Thoughts of Love & Hope – Entry #3

Apr 27, 2020

I had the opportunity to serve as a volunteer in the Peace Corps in the late 1990s. I was selected to teach in Latvia. Latvia had gained its independence from the Soviet Union in 1991, and by 1992 the Peace Corps was placing volunteers in the country to support business development, education, and the establishment of non-governmental organizations.

As part of the initial three-month immersion experience, my cohort of about 20 people was stationed together in the small town of Valmiera, about an hour’s drive from the capital, Riga. Each volunteer lived with a host family while going to school for Latvian and Russian language and culture lessons.

Every weekday morning, I woke up in my host family’s apartment – a small unit in a five-story, Soviet-era brick building. The host family, a mother and her teenage daughter, were gone for the day by the time I woke up, the mother at work and the daughter at school. I got ready for school and ate breakfast by myself. At first, the quiet and the novelty of the situation energized me. I looked forward to learning, about myself and about a world and culture that I knew very little about. After a few weeks, the novelty wore off and I began to feel extraordinarily lonely and anxious. I stopped sleeping and had trouble calming my thoughts. In retrospect, I recognize that I was experiencing culture shock. At the time I didn’t try to diagnose it; I just wanted it to end.

So I looked for ways to take care of myself. I wrote more letters home, which actually exacerbated my feelings of sadness and homesickness. I spent time with my fellow volunteers, which helped in the moment but didn’t really help in the broad sense.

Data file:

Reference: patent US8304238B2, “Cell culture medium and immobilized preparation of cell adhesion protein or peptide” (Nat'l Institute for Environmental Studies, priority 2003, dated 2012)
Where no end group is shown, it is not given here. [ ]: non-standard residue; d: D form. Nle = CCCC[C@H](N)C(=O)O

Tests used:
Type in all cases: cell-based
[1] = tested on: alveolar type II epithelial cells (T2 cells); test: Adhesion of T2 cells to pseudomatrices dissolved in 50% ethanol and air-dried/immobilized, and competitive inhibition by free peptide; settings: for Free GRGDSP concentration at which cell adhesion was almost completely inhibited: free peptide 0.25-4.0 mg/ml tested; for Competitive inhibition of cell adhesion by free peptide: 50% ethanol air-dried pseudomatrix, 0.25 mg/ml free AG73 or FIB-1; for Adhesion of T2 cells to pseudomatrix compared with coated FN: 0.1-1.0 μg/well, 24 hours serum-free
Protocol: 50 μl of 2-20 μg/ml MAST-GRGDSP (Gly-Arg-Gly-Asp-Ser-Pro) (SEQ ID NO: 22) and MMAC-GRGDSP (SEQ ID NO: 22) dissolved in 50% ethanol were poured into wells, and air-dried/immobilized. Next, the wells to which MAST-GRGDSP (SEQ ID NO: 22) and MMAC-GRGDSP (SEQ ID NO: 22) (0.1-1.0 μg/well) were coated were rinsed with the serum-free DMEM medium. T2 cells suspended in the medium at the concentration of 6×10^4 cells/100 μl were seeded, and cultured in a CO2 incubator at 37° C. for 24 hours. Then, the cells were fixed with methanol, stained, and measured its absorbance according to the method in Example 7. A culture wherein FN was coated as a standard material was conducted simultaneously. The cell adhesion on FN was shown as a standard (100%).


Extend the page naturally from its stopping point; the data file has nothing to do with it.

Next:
One morning during this time of heightened feelings, on my short walk from the apartment to Valmiera Vidusskola (Valmiera Secondary School), I noticed a small coffee shop not too far from the school. My Latvian was minimal at that early juncture, but kafijas (coffee) was a word I learned right away. I entered the shop and ordered a cup of coffee: kafijas ludzu (coffee please). The space was cozy with just a few tables. The coffee was served in a small mug on a saucer. “To-go” was not an option, so I sat down and slowly drank the dark, thick coffee that I grew to love. There were a few other people in the shop, talking and laughing. They were all speaking Latvian or Russian, and because I hadn’t mastered either language, I didn’t understand what was being said. But I definitely saw people in community with each other. And although I couldn’t understand the words, I understood and shared the feeling: connection as fellow human beings, simply drinking coffee together.

I started visiting that coffee shop daily during my time in Valmiera. In time, that small community in that cozy coffee shop laid the foundation for my healing. Even though I never did master Latvian, and really never talked to any of the patrons at that shop, I knew they saw me and loved me, and I them – in all of our broken and amazing humanity.

That profound lesson of acceptance and welcoming has spoken to me since. Pema Chodron talks about an exercise called “just like me” – noticing and knowing other people in whatever space and time one is occupying, even though we will never truly know their inner story. “Just like me” is seeing humanity in every person, with the deep knowledge that each of us feels pain, sadness, loneliness, fear, joy, hope.

I hadn’t thought about that coffee shop in Latvia in years, but it emerged from my memory about a week ago as I stirred my morning coffee in south St. Louis. I came to understand that the anxiety and loneliness I had been feeling in those early days in Valmiera was really a longing for connection and love: a universal longing in each one of us and the thing that can and should powerfully and authentically bring us together.

Here I am with my host family in Latvia.